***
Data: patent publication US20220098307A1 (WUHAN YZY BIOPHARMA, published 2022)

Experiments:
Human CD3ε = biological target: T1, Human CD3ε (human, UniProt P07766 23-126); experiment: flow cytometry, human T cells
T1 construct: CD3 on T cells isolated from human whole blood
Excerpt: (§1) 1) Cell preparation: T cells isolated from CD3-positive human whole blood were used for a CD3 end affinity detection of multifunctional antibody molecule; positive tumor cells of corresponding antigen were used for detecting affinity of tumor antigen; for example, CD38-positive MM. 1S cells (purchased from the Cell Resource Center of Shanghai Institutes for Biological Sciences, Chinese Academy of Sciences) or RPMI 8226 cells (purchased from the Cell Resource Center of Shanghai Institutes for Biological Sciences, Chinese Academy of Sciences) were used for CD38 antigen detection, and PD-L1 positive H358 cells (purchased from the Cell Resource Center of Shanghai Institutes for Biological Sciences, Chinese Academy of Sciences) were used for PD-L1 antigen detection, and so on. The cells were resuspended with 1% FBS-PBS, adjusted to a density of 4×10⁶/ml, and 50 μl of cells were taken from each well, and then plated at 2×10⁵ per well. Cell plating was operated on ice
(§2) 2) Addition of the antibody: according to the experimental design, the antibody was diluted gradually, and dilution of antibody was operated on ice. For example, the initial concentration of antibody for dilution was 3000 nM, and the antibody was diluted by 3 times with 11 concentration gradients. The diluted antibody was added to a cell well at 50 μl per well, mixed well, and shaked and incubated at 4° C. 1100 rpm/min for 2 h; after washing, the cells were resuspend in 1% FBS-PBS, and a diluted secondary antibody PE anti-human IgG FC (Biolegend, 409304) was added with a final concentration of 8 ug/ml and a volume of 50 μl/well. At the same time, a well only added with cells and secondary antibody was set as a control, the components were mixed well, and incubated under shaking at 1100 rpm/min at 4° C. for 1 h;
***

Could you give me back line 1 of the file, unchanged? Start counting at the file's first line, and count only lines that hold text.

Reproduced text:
Data: patent publication US20220098307A1 (WUHAN YZY BIOPHARMA, published 2022)